How are you finding being stuck at home for weeks on end - enjoying the peace and quiet, or feeling imprisoned?
TVNZ’s Re: asked New Zealanders how they are coping with lockdown and if they can bear it being extended. They spoke with students, a teacher, parents, working professionals and a business owner about how lockdown has impacted them.
Some have grown attached to home. Others don’t know how much longer they can last.
LOVE IT: I LIKE BEING STUCK AT HOME
Sakina Ali, 17: lockdown makes it easier to study
Sakina is studying architecture and says completely remote learning gives her an opportunity to do things at her own pace that her normal routine didn’t. “I've probably been even more productive. I have a lot of my resources and materials at home, so I don't feel like I'm being let down by a lack of access to uni.”
Lucy Drake, 22: less time on the road, more time to myself
“I am not missing having to commute to work for an hour every day. This lockdown has been amazing for my bank account and for my poor car. I have loved spending more time with my dog and just being able to have more time in the mornings and evenings to take care of my body and health without spending two hours on the road.”
Sofia Wolf, 23: coping well as a teacher during lockdown
“For me personally I am sweet as. For the children who are engaging everyday and completing tasks and have the support of their whānau they will be sweet too, because essentially they are getting 1:1 support instead of 1:27. But for the children that are difficult to reach or with whānau who are working they will be the ones who are losing out. So for their sake I hope level 4 doesn't last too long.”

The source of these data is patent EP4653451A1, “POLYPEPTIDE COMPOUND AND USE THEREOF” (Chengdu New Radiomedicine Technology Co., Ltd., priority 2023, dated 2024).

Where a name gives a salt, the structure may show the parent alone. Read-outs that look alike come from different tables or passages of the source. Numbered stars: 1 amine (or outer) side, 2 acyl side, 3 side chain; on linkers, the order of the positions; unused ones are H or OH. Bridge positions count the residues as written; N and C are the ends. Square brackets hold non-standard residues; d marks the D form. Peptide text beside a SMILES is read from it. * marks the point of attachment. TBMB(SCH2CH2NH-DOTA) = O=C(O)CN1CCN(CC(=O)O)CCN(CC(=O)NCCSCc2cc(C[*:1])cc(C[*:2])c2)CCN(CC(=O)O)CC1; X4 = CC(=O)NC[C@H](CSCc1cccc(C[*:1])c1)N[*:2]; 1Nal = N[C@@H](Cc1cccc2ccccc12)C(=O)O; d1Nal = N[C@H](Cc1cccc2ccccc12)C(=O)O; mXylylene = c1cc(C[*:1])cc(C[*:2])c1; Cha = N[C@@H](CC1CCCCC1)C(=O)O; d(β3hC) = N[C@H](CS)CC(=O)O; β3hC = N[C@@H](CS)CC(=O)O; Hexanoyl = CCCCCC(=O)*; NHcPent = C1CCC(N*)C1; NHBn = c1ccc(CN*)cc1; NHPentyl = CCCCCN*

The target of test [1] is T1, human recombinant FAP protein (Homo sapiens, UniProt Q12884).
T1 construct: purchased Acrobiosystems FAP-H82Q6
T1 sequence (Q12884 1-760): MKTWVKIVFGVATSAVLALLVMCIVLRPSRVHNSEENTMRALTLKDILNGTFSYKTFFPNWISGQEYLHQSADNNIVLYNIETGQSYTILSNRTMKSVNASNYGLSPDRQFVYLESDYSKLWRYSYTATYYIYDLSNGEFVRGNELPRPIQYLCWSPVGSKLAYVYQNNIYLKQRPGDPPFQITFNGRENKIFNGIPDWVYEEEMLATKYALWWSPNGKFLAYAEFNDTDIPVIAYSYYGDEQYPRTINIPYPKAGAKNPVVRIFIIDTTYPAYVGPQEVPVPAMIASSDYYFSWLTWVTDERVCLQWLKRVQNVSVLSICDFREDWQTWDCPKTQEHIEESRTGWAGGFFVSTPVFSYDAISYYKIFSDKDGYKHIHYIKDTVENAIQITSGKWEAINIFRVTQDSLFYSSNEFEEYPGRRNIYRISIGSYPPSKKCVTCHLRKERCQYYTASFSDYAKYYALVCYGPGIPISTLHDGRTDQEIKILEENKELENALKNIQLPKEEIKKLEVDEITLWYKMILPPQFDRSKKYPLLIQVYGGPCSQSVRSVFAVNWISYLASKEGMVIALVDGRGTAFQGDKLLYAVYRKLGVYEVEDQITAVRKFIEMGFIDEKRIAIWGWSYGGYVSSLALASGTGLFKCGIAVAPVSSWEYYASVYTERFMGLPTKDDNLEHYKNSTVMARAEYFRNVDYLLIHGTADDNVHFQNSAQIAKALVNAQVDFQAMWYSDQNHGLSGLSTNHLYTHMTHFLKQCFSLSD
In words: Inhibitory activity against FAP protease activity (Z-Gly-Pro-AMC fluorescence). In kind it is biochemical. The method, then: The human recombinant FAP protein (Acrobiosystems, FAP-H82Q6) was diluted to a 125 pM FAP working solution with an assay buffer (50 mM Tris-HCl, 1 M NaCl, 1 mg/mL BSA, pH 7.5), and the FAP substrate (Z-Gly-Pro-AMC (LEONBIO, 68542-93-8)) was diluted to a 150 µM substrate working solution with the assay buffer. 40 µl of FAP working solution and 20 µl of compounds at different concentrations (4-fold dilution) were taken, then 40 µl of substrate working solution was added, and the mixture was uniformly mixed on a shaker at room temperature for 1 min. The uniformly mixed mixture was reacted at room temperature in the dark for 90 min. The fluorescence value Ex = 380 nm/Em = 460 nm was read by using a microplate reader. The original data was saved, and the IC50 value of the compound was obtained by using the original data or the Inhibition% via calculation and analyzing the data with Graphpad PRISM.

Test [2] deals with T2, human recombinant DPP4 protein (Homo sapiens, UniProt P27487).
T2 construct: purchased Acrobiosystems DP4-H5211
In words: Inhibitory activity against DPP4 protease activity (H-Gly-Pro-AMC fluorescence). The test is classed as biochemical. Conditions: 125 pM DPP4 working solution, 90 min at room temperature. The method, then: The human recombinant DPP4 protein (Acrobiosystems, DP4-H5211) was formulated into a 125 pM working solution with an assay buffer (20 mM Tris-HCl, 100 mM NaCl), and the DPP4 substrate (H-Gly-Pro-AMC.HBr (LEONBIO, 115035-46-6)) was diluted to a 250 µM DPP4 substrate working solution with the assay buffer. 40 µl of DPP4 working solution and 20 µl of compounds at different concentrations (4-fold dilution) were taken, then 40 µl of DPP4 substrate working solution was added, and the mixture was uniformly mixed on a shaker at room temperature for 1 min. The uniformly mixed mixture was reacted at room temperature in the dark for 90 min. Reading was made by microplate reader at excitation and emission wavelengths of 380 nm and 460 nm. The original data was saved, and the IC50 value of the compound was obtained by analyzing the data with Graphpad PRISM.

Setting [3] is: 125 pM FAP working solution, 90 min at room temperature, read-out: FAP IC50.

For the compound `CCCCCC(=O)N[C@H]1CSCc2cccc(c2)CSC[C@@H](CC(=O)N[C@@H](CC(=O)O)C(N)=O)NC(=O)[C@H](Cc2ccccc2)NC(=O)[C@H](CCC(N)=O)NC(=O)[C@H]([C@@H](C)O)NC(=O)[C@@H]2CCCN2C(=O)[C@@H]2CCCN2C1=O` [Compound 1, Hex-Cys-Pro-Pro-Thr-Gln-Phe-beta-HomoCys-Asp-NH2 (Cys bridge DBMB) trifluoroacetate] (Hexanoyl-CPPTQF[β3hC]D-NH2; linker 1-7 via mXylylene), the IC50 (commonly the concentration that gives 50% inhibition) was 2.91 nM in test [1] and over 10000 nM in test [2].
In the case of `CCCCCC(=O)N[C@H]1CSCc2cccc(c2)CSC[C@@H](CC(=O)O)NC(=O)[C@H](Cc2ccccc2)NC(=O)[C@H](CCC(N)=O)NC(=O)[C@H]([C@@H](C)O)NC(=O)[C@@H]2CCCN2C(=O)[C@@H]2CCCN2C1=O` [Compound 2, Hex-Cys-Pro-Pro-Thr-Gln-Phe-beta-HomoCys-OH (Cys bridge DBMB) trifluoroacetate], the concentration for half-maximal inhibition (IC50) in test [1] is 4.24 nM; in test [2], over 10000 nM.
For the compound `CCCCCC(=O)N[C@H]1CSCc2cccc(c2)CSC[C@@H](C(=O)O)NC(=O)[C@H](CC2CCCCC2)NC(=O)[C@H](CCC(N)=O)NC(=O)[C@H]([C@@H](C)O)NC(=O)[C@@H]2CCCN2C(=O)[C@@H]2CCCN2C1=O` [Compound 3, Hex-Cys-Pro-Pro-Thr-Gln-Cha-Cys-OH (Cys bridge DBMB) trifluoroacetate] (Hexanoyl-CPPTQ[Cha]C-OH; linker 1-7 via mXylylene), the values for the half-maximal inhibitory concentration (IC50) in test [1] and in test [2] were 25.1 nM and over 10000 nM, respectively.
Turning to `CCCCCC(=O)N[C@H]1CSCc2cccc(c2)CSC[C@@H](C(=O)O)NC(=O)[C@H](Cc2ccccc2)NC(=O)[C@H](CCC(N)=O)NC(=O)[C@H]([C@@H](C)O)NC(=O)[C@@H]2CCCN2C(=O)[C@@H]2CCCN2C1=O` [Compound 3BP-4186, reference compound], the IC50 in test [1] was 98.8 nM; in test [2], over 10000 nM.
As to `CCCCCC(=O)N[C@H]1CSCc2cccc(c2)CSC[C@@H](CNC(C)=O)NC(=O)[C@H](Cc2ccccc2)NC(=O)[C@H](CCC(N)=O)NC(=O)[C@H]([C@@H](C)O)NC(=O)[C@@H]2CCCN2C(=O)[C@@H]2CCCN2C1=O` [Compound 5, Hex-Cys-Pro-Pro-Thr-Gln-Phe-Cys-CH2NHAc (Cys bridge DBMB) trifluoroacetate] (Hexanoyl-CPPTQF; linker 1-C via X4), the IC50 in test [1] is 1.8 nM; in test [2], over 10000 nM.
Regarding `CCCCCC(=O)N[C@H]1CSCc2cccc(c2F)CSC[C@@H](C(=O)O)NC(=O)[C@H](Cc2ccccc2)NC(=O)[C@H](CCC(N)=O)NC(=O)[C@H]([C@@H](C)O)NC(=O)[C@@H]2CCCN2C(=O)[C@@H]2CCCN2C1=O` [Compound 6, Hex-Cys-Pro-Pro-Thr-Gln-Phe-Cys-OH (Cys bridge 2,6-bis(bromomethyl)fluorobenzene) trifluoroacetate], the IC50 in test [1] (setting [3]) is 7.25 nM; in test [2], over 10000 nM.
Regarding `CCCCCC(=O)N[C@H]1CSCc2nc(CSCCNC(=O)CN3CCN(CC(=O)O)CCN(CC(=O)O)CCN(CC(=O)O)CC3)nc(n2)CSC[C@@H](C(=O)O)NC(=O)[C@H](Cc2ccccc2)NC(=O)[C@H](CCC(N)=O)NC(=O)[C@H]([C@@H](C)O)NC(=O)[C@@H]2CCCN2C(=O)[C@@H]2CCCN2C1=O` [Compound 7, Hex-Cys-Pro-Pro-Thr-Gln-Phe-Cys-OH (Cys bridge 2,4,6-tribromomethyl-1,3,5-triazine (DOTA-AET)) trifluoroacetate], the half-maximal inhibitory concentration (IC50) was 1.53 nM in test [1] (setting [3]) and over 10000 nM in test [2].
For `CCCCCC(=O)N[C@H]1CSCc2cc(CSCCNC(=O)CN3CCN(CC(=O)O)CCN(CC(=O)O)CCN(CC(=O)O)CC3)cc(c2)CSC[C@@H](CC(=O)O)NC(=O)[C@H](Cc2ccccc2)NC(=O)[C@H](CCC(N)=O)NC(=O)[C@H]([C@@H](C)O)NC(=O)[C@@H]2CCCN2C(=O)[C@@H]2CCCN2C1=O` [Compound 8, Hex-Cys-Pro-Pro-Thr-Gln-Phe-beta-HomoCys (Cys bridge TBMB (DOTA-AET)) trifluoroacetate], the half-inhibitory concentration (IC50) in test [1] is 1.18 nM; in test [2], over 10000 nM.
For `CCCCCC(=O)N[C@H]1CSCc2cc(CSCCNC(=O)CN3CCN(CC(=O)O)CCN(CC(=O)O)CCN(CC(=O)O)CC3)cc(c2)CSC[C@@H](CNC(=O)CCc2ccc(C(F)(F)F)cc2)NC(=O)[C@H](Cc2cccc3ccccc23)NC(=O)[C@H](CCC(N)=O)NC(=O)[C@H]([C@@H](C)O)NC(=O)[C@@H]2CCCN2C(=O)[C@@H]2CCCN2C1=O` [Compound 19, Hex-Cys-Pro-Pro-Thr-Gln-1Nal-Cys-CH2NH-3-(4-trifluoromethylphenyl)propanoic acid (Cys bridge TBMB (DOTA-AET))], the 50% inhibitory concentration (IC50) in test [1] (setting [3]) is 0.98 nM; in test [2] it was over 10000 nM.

Manoj Rathod, 50: it gives me more time for myself
“I like it. It allows me to take a break from the rat race and slow down and enjoy small things in life. There's no travel time, so there is more time to rest and focus more on my health.”
Emily Ferguson, 28: I love what the lockdown has done for my family
“We have had more meals together, have bonded over baby being in the house, celebrated my mum and sister-in-law’s birthdays during rāhui, and just increased the amount of time we’ve spent together, as all of us are in the house at the same time rather than coming and going all the time as we usually would.”
“It has also made me realise how much I buy and do that isn’t necessary. Oh the money savings during this rāhui!”
HATE IT: GET ME OUT
Alexandra Groves, 23: motivation and creativity are at an all-time low during lockdown
“Because I am studying online, I am finding it incredibly difficult to be inspired or even be interested by my work. It’s so important to bounce ideas of one another, but that kind of natural flow of ideas and conversation doesn’t work as effectively over email.”
Heath Anderson, 39: the added pressure of homeschooling means family are struggling
“Our children have struggled. We can’t give them the attention they need during the working week, and they are finding social isolation very difficult. Both of them are missing friends, family, outings and normal life.”
Monique Poirier, 28: desperate to get out of lockdown to save her dance school business
“Obviously, I can’t open in Level 3, so I’m really at a loss at what to do. If we’re in this stage for a while, I don’t know how I’m supposed to sustain things because online learning isn't financially sustainable in the long term. It’s tough.”
This is a cutdown version of this article, for more go to Re: News – renews.co.nz